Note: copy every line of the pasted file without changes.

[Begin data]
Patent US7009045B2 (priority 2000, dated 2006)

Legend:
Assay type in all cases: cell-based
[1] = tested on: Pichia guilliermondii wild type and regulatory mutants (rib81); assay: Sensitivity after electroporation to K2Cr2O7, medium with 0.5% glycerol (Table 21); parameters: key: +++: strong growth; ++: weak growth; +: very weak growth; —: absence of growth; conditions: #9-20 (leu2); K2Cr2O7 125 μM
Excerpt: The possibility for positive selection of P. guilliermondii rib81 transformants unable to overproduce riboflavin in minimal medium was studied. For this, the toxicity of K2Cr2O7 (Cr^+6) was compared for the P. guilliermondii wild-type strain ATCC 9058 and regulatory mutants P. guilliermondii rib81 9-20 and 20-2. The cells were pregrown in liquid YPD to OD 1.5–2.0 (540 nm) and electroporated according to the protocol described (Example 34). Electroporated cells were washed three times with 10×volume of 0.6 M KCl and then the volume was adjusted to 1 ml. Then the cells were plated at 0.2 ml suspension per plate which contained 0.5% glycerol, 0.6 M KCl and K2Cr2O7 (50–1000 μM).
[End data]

Patent US7009045B2 (priority 2000, dated 2006)

Legend:
Assay type in all cases: cell-based
[1] = tested on: Pichia guilliermondii wild type and regulatory mutants (rib81); assay: Sensitivity after electroporation to K2Cr2O7, medium with 0.5% glycerol (Table 21); parameters: key: +++: strong growth; ++: weak growth; +: very weak growth; —: absence of growth; conditions: #9-20 (leu2); K2Cr2O7 125 μM
Excerpt: The possibility for positive selection of P. guilliermondii rib81 transformants unable to overproduce riboflavin in minimal medium was studied. For this, the toxicity of K2Cr2O7 (Cr^+6) was compared for the P. guilliermondii wild-type strain ATCC 9058 and regulatory mutants P. guilliermondii rib81 9-20 and 20-2. The cells were pregrown in liquid YPD to OD 1.5–2.0 (540 nm) and electroporated according to the protocol described (Example 34). Electroporated cells were washed three times with 10×volume of 0.6 M KCl and then the volume was adjusted to 1 ml. Then the cells were plated at 0.2 ml suspension per plate which contained 0.5% glycerol, 0.6 M KCl and K2Cr2O7 (50–1000 μM).